“I don’t think in the minds of people that domestic violence has really changed too much” since her mother’s death, says Sharpe. “People still are bent on blaming the victim.”

Melanie Fields of the national Association of Prosecuting Attorneys Domestic Violence Committee, who is based in East Baton Rouge, Louisiana, says she has found some attitudes have shifted in the 13 years since she helped launch her domestic violence unit.

“When I started this, it was that they [women] weren’t believed or they were dismissed by law enforcement and even the community,” Fields says. “Overall in our country that has significantly improved.”

Nicole Sharpe waits to cross the street in New York


She says officers in her jurisdiction, for example, have learned that medical evidence shows repeated beatings and choking can make victims sound incoherent.

One persistent challenge facing researchers is determining the problem’s scope. Data sets such as the FBI’s supplementary homicide reports can be useful, but they leave hard-to-fill gaps when tracking gendered killings, says Associate Professor Alison Marganski, director of criminology at Le Moyne College in Syracuse.

The picture is mixed on fears that recent pandemic lockdowns exacerbated domestic violence. James Alan Fox, a Northeastern University professor of criminology, law and public policy, analysed FBI data and found homicides in family settings rose 26 per cent in 2020 over the previous year.

Heather Hurley’s wedding dress lies on a bed at her daughter Nicole Sharpe’s home in Brooklyn


But a January paper published by the nonpartisan National Bureau of Economic Research that studied records from 17 large urban police departments found no statistically significant difference in intimate partner homicide rates before and during the pandemic.

Detective Marie Sadanaga, a colleague of Garcenila, says LA legal aid groups found that people struggled to apply for restraining orders when Covid closed courts. The LAPD responded by creating a guide for navigating virtual court that was distributed by patrol officers.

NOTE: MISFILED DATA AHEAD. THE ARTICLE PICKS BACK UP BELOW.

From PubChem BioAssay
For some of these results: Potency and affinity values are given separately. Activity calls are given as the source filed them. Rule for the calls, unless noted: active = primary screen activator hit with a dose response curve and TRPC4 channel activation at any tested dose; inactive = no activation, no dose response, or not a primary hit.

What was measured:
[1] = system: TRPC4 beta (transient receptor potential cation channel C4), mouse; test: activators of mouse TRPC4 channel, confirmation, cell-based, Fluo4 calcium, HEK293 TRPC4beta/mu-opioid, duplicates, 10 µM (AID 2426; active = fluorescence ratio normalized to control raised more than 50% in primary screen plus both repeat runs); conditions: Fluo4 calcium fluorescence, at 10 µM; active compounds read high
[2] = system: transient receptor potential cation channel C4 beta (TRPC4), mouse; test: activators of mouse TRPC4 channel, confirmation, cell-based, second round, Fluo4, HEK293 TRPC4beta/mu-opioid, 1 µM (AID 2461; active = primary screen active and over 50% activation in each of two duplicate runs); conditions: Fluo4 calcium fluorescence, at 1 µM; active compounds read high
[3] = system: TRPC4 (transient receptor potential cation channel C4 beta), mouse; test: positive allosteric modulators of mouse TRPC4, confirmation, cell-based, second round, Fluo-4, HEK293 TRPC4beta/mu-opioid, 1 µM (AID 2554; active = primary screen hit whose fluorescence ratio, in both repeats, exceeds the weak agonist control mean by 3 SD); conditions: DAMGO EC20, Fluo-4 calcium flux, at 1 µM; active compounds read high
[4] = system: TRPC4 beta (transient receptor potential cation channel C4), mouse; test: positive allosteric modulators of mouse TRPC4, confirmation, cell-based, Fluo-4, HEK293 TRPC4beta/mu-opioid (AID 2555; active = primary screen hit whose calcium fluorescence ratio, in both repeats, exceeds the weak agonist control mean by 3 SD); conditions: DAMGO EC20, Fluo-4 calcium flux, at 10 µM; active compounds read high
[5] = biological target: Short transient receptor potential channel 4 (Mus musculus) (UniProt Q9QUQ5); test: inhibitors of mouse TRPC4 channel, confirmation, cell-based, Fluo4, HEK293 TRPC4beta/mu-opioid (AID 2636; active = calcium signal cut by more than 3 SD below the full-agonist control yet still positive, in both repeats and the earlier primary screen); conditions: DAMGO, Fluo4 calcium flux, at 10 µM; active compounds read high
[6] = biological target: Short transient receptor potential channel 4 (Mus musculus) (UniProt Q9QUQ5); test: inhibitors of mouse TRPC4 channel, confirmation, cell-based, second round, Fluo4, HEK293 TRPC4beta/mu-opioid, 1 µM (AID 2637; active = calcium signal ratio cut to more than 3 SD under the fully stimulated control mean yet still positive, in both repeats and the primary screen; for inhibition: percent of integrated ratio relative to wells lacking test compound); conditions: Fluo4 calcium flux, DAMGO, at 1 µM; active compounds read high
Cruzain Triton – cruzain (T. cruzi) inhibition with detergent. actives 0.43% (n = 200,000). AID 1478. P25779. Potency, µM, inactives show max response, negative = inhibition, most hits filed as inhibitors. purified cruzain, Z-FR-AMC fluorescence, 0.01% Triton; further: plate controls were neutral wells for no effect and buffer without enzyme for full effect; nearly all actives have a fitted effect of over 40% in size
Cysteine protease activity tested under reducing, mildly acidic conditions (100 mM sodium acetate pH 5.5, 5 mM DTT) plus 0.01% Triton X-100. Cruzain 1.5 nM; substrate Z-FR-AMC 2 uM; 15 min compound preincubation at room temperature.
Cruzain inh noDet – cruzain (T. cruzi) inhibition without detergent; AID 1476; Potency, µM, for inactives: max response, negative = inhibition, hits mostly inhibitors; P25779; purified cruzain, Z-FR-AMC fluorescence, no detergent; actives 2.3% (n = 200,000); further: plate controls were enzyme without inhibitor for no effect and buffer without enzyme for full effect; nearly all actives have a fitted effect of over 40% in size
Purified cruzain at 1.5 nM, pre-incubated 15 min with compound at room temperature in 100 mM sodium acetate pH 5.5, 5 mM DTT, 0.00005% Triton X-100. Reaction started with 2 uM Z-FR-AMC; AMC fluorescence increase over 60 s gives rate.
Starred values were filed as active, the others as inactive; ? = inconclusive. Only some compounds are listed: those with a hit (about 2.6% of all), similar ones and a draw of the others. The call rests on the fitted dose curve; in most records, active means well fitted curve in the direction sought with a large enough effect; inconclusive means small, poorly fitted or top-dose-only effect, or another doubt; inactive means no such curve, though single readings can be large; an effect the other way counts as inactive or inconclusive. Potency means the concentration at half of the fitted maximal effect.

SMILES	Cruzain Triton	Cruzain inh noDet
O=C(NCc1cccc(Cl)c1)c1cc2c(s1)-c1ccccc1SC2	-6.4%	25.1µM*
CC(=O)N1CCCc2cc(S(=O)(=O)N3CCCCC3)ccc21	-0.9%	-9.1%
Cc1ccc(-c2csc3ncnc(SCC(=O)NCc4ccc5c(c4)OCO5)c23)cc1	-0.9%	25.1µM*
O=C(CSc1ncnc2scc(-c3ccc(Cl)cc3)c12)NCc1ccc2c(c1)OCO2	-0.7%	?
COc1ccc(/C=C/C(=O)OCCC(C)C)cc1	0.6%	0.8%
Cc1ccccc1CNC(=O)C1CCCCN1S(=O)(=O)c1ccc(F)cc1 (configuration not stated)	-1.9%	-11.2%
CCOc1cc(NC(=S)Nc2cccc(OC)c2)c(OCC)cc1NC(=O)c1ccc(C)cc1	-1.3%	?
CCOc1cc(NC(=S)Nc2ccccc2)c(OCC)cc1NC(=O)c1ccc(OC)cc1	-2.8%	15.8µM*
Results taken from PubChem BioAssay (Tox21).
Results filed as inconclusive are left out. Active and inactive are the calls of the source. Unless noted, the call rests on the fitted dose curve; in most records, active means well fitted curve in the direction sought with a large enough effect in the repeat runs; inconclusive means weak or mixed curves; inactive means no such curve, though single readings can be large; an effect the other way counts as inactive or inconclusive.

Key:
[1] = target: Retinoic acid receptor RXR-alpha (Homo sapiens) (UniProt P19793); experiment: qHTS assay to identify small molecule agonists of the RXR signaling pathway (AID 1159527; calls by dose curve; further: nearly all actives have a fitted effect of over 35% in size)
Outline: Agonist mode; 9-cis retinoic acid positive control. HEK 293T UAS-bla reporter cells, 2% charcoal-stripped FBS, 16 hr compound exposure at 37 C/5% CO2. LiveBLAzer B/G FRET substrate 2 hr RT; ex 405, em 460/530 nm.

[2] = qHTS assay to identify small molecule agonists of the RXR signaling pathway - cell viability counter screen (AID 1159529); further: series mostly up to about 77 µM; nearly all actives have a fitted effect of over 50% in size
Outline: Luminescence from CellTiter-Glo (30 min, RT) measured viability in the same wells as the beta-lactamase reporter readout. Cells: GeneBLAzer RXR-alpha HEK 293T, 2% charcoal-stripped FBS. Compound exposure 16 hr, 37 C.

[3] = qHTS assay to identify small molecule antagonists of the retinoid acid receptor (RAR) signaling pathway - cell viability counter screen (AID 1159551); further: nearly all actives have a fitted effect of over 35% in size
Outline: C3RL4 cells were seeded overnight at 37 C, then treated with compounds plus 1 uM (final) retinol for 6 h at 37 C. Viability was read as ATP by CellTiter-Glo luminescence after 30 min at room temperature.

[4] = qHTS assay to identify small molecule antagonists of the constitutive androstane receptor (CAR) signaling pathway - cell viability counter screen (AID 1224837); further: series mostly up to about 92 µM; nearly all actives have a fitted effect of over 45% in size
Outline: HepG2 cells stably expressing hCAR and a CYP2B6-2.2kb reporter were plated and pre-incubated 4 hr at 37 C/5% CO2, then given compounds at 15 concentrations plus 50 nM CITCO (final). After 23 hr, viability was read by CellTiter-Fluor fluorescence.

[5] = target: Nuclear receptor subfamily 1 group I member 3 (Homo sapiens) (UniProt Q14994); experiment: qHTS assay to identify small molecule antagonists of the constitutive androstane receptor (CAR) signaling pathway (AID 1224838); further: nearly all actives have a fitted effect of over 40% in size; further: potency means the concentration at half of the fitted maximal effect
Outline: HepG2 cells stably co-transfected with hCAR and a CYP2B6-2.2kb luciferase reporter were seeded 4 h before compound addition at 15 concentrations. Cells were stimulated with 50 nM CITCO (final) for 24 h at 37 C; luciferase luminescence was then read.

“We’re always listening to what these different people are saying and what they’re seeing,” Sadanaga says of prosecutors, nurses, legal service providers and others with whom officers work.

In late 2009, Helen Buchel and her 12-year-old daughter, Brittany Passalacqua, were stabbed to death in her Geneva, New York home.

Dale Cook Driscoll shows a necklace with a photo of her daughter Helen Buchel and granddaughter Brittany Passalacqua


Cook Driscoll holds out a photo of her daughter and granddaughter


Buchel’s boyfriend, John Brown, pleaded guilty to second-degree murder and in 2010 was imprisoned for 40 years to life in a plea deal that Buchel’s mother, Dale Cook Driscoll, says her family accepted so her grandson, who found the bodies, would not have to testify.

Reuters was unable to locate an attorney for Brown, who remains in prison.

In Minnesota, Suomi was the first witness prosecutor Lauri Ketola called.

After the verdict, Suomi said of her daughter, grandson and unborn grandchild: “I finally got justice for them.”

Photography by Magali Druscovich and Caitlin Ochs